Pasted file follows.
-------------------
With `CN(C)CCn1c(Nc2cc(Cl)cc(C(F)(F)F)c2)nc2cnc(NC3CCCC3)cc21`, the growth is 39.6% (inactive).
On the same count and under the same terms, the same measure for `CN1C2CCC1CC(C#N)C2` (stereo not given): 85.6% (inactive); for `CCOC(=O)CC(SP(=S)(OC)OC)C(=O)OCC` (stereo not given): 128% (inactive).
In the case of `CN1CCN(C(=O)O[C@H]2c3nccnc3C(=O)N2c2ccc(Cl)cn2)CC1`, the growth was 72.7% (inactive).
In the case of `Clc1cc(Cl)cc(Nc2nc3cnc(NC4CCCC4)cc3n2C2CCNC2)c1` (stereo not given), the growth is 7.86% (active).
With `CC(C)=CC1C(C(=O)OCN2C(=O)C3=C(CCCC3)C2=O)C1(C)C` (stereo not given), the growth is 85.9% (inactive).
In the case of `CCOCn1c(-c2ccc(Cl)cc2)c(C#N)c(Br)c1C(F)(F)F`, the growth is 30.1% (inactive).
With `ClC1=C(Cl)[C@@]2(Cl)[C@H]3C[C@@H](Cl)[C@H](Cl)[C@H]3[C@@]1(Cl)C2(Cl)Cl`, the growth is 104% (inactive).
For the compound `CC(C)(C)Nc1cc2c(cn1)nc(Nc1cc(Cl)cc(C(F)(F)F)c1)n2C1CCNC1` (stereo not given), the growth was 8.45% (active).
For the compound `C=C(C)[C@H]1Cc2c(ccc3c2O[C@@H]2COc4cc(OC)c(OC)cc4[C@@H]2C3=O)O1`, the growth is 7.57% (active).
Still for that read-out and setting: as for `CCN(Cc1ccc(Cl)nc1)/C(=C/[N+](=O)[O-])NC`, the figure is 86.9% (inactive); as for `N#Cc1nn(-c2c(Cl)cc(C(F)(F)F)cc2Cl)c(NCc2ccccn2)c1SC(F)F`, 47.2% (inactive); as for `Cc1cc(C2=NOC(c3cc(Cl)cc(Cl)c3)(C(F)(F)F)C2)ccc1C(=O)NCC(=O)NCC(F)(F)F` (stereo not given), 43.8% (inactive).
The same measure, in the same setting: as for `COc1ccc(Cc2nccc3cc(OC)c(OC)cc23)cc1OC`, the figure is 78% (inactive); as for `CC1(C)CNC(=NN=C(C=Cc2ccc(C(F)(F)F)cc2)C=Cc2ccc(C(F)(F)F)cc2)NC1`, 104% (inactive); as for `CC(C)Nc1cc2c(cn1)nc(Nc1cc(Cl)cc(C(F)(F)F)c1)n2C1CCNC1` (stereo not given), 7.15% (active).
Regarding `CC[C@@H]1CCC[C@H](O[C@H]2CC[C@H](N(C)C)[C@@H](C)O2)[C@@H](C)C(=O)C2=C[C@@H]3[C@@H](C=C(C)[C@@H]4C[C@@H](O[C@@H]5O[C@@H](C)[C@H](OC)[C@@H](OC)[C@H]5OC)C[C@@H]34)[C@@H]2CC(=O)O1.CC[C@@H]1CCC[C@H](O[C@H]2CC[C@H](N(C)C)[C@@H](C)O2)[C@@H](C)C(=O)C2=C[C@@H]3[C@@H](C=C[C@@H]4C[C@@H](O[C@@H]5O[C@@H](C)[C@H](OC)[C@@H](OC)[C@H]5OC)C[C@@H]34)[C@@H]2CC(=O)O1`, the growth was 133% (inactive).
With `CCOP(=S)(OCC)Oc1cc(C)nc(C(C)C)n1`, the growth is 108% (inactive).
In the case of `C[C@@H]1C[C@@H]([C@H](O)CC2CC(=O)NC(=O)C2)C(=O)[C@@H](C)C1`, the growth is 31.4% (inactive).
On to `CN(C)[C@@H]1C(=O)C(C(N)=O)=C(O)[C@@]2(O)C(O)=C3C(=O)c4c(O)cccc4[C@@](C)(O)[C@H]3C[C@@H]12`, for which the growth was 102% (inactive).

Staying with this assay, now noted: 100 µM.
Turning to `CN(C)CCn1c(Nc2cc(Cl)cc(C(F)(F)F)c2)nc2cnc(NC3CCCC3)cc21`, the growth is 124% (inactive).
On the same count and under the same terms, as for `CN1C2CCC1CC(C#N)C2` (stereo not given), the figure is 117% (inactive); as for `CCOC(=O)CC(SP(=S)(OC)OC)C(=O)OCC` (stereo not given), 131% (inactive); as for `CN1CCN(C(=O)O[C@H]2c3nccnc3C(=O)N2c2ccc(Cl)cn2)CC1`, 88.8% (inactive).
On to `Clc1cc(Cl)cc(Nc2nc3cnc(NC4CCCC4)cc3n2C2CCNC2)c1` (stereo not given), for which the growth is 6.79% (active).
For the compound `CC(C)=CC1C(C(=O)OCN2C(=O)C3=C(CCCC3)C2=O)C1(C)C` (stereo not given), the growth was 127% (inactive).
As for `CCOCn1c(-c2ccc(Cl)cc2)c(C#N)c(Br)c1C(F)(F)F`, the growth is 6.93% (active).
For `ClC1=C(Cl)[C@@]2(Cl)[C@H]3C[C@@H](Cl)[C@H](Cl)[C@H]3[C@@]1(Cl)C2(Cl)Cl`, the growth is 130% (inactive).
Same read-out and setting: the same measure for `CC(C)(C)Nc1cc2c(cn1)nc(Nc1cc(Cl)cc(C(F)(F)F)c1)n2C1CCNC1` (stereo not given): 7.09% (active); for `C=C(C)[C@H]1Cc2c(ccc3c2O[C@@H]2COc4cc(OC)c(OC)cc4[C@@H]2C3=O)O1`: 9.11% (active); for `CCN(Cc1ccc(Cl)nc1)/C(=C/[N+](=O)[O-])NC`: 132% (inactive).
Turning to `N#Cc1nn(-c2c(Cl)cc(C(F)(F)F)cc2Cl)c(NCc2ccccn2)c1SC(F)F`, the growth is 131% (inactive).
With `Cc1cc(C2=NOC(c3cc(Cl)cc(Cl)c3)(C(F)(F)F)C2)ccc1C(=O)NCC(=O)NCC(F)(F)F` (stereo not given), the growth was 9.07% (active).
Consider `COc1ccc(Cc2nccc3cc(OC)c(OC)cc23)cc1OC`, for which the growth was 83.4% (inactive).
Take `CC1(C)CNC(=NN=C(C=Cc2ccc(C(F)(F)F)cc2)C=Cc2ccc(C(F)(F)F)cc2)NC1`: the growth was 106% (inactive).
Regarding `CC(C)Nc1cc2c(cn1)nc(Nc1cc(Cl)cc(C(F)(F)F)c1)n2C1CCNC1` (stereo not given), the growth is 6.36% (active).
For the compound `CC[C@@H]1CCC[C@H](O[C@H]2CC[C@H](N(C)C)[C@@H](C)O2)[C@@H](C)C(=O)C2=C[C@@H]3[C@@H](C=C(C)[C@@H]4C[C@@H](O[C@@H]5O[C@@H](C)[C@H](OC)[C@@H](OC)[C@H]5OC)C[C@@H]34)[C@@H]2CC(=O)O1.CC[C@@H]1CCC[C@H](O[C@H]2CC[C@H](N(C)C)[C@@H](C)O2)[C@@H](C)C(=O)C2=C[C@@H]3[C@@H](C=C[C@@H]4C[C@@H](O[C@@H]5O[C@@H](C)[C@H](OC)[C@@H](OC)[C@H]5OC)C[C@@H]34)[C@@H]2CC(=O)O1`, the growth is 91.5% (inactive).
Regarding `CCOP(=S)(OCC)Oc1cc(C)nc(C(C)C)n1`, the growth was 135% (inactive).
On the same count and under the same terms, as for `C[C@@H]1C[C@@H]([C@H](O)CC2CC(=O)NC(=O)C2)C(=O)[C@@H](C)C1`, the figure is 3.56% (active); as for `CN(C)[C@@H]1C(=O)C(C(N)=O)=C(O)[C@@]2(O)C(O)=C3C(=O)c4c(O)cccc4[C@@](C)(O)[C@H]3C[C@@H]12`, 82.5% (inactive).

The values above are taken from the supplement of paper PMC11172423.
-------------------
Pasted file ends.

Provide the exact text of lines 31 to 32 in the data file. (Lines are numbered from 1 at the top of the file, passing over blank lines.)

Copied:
On the same count and under the same terms, as for `C[C@@H]1C[C@@H]([C@H](O)CC2CC(=O)NC(=O)C2)C(=O)[C@@H](C)C1`, the figure is 3.56% (active); as for `CN(C)[C@@H]1C(=O)C(C(N)=O)=C(O)[C@@]2(O)C(O)=C3C(=O)c4c(O)cccc4[C@@](C)(O)[C@H]3C[C@@H]12`, 82.5% (inactive).

The values above are taken from the supplement of paper PMC11172423.